Questions remain, and those questions are very likely to go unanswered. Catholics expecting to see particular individuals brought to justice seem likely to go disappointed.
And new scandals will inevitably emerge.
Since the retirement of Theodore McCarrick, there have already been some institutional reforms designed to prevent a situation like McCarrick’s from happening again. Institutional audits in U.S. dioceses, review boards, the promulgation of Vos estis lux mundi. Pope Francis or the U.S. bishops may well add more layers of policy reform.
But Pope Francis has emphasized that policy reform can not substitute for personal integrity. And the McCarrick Report demonstrates how much personal integrity actually matters. The McCarrick Report will likely bring statements from bishops committing to that personal integrity, and may even inspire real conversion to that effect among some bishops and Church leaders.
Inevitably, though, there will be continued failures in the Church’s life, because the Church is both human and divine: The mystical Body of Christ protected in certain ways by the Holy Spirit, and a community of sinners, each of them in need of a savior, few of them yet saints.
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The Church is always and everywhere holy— its members are not usually so.
That paradox is a challenge to every believer.
But the future for the Church in the U.S. seems to depend a great deal on how ordinary Catholics respond to disappointment, discouragement, and somewhat unresolved scandal.
Religious disaffiliation is on the rise in the U.S. - a growing number of Americans identify themselves with no religion, or have no religious practice. And many ordinarly practicing Catholics are out of the habit of going to Sunday Mass, because of the pandemic. It will be unsurprising if the McCarrick scandal exacerbates religious disaffiliation, especially among young Catholics, who say in surveys that they prioritize the perceived personal integrity of leaders ahead of institutional affiliation.
Within the Church, there is a small but growing pocket of Catholics who are increasingly strident toward the authority of the pope and of U.S. bishops. In crises past, pockets like those have eventually become schisms. That seems practically unlikely in the contemporary U.S., but it is not impossible or unprecedented — there are more than 25,000 members of the “Polish National Catholic Church,” a schismatic group that began in the U.S in the early 20th century.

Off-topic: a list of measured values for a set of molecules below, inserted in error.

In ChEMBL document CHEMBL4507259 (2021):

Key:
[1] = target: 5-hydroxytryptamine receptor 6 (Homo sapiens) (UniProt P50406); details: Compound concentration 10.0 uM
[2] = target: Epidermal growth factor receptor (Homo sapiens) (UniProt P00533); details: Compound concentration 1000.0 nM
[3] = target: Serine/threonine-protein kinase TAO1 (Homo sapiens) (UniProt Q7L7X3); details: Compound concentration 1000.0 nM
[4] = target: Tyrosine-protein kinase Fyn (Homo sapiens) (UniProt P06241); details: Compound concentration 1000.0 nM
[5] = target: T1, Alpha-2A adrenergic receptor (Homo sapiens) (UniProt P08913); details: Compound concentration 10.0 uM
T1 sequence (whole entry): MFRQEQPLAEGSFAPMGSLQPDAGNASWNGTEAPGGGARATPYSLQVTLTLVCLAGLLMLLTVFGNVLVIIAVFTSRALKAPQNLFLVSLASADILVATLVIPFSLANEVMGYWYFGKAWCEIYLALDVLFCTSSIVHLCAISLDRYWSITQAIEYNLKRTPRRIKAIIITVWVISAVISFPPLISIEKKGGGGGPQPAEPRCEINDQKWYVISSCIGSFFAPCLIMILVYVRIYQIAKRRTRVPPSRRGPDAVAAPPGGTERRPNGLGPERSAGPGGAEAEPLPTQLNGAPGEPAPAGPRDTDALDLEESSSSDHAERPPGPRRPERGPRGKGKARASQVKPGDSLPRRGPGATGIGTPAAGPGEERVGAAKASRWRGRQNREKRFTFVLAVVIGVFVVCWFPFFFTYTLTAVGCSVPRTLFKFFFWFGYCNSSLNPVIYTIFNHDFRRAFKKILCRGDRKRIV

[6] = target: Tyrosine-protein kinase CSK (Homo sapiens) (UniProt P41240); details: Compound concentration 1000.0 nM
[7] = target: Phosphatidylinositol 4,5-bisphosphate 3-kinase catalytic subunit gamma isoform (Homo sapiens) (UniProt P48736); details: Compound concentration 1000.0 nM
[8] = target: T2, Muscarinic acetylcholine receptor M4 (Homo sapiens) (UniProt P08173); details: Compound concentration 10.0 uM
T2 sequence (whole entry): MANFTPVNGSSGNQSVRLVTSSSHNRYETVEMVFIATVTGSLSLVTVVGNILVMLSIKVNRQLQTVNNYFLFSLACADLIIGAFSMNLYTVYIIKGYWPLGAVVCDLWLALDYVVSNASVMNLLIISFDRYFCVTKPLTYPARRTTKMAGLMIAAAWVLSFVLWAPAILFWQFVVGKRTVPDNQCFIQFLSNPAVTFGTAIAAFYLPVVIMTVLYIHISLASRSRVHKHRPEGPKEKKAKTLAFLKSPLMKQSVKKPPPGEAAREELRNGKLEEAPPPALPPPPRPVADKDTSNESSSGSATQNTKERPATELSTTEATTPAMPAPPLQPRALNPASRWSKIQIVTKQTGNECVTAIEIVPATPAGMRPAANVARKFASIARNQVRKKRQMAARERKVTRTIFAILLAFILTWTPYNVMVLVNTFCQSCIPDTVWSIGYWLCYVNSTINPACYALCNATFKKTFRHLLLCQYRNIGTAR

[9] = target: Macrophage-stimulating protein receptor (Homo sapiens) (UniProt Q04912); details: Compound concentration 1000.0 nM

The point is that scandals have the capacity to discourage the practice of the faith, to foster cynicism, anger, bitterness, or indifference.
Hence the personal narrative.
My own experience has taught me that confronting the oft-disappointing humanity of the Church is an exercise in accepting that disappointment is real, and that it can be only be relieved by embracing the cross, and the Crucified Savior.
In the spiritual life, moments of disappointment present a choice: One can nurture anger or indifference, or one can turn to Christ on the cross.
One of those choices brings life, the other does not.
That’s true for the spiritual life, and for the mission of the Church itself.
A movement of Catholics who respond to crisis with an increase of prayer, fasting, charity, and evangelization is counter-intuitive. It is also a counter-witness to the “black eye for the Church” contained in the McCarrick Report. It is confounding, and compelling.
Catholics who seek holiness in times of scandal tend often to be conduits of Christian renewal.
Making such a choice, I long ago learned, is easier said than done. There is very little that is saccharine or romantic about following Jesus, especially when confronted with the sinfulness of the Church’s own leaders. There is often more setback than progress.
Humility helps - remembering our own failures tends to put the sins of others in perspective. Confession and the Eucharist help all the more.
Embracing the cross does not mean accepting or tolerating the presence of sin in the Church. Rather it means both assiduously calling for reform and repenting seriously for one’s own sins and shortcomings. Maintaining communion with the Church, even while helping to rebuild it.
The mission of the Gospel probably has very little to do with tweeking existing policy. A statement of regret from the U.S. bishops’ conference is unlikely to spark a renewal of faith in Jesus Christ.
In the wake of the McCarrick Report, renewal of the Church likely has most to do with whether ordinary Catholics will turn to Christ, and embrace his suffering on the cross. That isn’t easy. But it is the path to eternal life, and, in this life, its consequences might well be surprising.